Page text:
Fermenting or Not - Advice Please

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Osensei

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Hi guys,
New to this forum. Canadian ex-pat living in Japan, where houses are not as insulated as in Canada.
Here we go:
Started an IPA Bitter (LME+DME Kit with extra mash and hops) with 1 pack of dry lager yeast. (I guess this would make it a bitter lager in the end).
After 30 min of cooling off wort as I usually do, thinking it was cool enough, poured it in the fermenter, added about 15oC water to 22L, gave it a good whisk, took OG reading, and pitched rehydrated yeast. Put the lid and airlock on the bucket, wrapped a blanket around to cut the light, set it up in the usual spot which is in a part of our house where the temp sits between 5-12oC at this time of year, and went about my evening.
Before going to bed, I checked on it and noticed that the stick-on thermometer was reading 28oC!! So I unwrapped the blanket and let it sit there overnight, and wrapped it up again for the light the next morning, at which point it was sitting at 25oC. That evening, yesterday, noticed that the foam on top of the brew did happen at some point during the day, but had stopped, all still sitting at 25oC.
Now, I'm really wondering what to do with this. Try to lower the temperature? Pitch another pack of yeast? Leave it as-is? Will it be fine?
Would love suggestions for you all.
 
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How much foam? If it was anything like a krausen, you probably had a fast fermentation. At those temps it's quite possible. Check the gravity and report back. If only a thin foam, you probably murdered or numbed your yeasties and should repitch.

If those are the temps you have to work with, stick with ale yeasts, and only certain ones of those. See what you have available locally and then read the packages or go to the manufacturers' websites for recommended temperatures.

This batch may well turn out as eau de paint thinner, but good luck.

Priorities in brewing: (1) sanitation, (2) temperature control, (3) everything else.

If you brewed lagers in your R50 house in Churchill, Whitehorse, Resolute or wherever it was, what were your yeasts and temps?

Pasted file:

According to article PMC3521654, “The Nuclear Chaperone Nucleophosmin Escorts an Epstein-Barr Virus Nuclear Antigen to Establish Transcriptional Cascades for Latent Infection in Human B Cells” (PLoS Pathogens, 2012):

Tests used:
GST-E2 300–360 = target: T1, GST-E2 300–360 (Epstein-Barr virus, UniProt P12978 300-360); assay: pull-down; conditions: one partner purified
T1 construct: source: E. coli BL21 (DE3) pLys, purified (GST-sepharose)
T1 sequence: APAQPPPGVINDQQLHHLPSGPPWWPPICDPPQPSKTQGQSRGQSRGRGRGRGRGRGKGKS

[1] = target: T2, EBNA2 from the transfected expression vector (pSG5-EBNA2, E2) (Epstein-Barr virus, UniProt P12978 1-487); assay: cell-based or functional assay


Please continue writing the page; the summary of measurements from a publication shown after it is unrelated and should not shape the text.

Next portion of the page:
YAPN

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Gravity readings will tell you how much fermentation has occurred.

I'm a big fan of the taste test, if the taste is reasonable then proceed with crossed fingers.

Most dry yeasts do not need to be rehydrated, just sprinkle it on top.
 

Osensei

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How much foam? If it was anything like a krausen, you probably had a fast fermentation. At those temps it's quite possible. Check the gravity and report back. If only a thin foam, you probably murdered or numbed your yeasties and should repitch.

If those are the temps you have to work with, stick with ale yeasts, and only certain ones of those. See what you have available locally and then read the packages or go to the manufacturers' websites for recommended temperatures.

This batch may well turn out as eau de paint thinner, but good luck.

Priorities in brewing: (1) sanitation, (2) temperature control, (3) everything else.

If you brewed lagers in your R50 house in Churchill, Whitehorse, Resolute or wherever it was, what were your yeasts and temps?
Just took a reading and we're sitting at 1.020 on second day. So I say we're fermenting.
BTW, I usually brew lagers in winter here. As I said, this area in my house sits between 5-12oC in winter which is perfect for lager. Only this time, I wasn't paying attention to the wort temperature and thought it had cooled down enough. And I think the bucket was not losing heat because of the blanket I covered it with to keep the light out. I just changed it and put it somewhere dark, same temperature, and took the blanket off.
 

Osensei

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Gravity readings will tell you how much fermentation has occurred.

I'm a big fan of the taste test, if the taste is reasonable then proceed with crossed fingers.

Most dry yeasts do not need to be rehydrated, just sprinkle it on top.
Went from OG of 1.041 to 1.020 in two days. So I think it's fermenting.
 
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. As I said, this area in my house sits between 5-12oC in winter which is perfect for lager.
[/QUOTE]
The temps are good, the variation not so much, but that's what the blankets are for. I get it now.

As I've noted here before, a good feature of older houses in Canada and the northern US is basements
 

Osensei

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Little update to this for those interested:

The gravity stayed at 1.020 for another two weeks, so I racked and repitched and it went down to 1.008 after an extra two weeks. Bottled and conditioned for 2 weeks and it's tasting really good with a good head.

Cheers
 

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